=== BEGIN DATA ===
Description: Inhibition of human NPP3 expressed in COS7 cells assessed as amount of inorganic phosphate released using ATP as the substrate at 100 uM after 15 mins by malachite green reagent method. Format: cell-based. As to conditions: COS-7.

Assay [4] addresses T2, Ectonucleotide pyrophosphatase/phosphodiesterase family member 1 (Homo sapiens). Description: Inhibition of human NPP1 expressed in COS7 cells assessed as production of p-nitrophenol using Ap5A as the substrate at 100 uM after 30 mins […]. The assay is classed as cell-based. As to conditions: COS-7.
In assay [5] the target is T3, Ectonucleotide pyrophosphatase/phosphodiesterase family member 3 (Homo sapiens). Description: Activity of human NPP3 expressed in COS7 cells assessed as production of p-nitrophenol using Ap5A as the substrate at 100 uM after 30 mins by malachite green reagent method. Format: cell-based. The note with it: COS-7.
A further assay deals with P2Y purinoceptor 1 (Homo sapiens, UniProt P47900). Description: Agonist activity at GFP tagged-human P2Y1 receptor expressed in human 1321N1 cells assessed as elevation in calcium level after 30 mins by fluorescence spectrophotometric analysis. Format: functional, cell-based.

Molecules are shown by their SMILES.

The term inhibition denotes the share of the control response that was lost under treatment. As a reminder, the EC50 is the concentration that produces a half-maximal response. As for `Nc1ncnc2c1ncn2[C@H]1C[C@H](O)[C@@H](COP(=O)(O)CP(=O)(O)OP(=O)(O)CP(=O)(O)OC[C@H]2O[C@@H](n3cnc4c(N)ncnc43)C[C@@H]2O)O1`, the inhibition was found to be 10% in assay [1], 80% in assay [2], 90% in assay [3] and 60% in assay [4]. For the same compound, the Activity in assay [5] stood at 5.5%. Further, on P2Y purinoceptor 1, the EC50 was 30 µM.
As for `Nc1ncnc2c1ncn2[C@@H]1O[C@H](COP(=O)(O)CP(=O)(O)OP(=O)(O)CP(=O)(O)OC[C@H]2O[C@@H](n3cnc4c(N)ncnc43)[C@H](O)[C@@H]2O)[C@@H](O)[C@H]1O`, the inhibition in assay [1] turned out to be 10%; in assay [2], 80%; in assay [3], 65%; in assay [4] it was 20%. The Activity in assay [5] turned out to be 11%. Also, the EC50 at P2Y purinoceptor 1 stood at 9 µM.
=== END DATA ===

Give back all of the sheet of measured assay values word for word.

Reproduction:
Description: Inhibition of human NPP3 expressed in COS7 cells assessed as amount of inorganic phosphate released using ATP as the substrate at 100 uM after 15 mins by malachite green reagent method. Format: cell-based. As to conditions: COS-7.

Assay [4] addresses T2, Ectonucleotide pyrophosphatase/phosphodiesterase family member 1 (Homo sapiens). Description: Inhibition of human NPP1 expressed in COS7 cells assessed as production of p-nitrophenol using Ap5A as the substrate at 100 uM after 30 mins […]. The assay is classed as cell-based. As to conditions: COS-7.
In assay [5] the target is T3, Ectonucleotide pyrophosphatase/phosphodiesterase family member 3 (Homo sapiens). Description: Activity of human NPP3 expressed in COS7 cells assessed as production of p-nitrophenol using Ap5A as the substrate at 100 uM after 30 mins by malachite green reagent method. Format: cell-based. The note with it: COS-7.
A further assay deals with P2Y purinoceptor 1 (Homo sapiens, UniProt P47900). Description: Agonist activity at GFP tagged-human P2Y1 receptor expressed in human 1321N1 cells assessed as elevation in calcium level after 30 mins by fluorescence spectrophotometric analysis. Format: functional, cell-based.

Molecules are shown by their SMILES.

The term inhibition denotes the share of the control response that was lost under treatment. As a reminder, the EC50 is the concentration that produces a half-maximal response. As for `Nc1ncnc2c1ncn2[C@H]1C[C@H](O)[C@@H](COP(=O)(O)CP(=O)(O)OP(=O)(O)CP(=O)(O)OC[C@H]2O[C@@H](n3cnc4c(N)ncnc43)C[C@@H]2O)O1`, the inhibition was found to be 10% in assay [1], 80% in assay [2], 90% in assay [3] and 60% in assay [4]. For the same compound, the Activity in assay [5] stood at 5.5%. Further, on P2Y purinoceptor 1, the EC50 was 30 µM.
As for `Nc1ncnc2c1ncn2[C@@H]1O[C@H](COP(=O)(O)CP(=O)(O)OP(=O)(O)CP(=O)(O)OC[C@H]2O[C@@H](n3cnc4c(N)ncnc43)[C@H](O)[C@@H]2O)[C@@H](O)[C@H]1O`, the inhibition in assay [1] turned out to be 10%; in assay [2], 80%; in assay [3], 65%; in assay [4] it was 20%. The Activity in assay [5] turned out to be 11%. Also, the EC50 at P2Y purinoceptor 1 stood at 9 µM.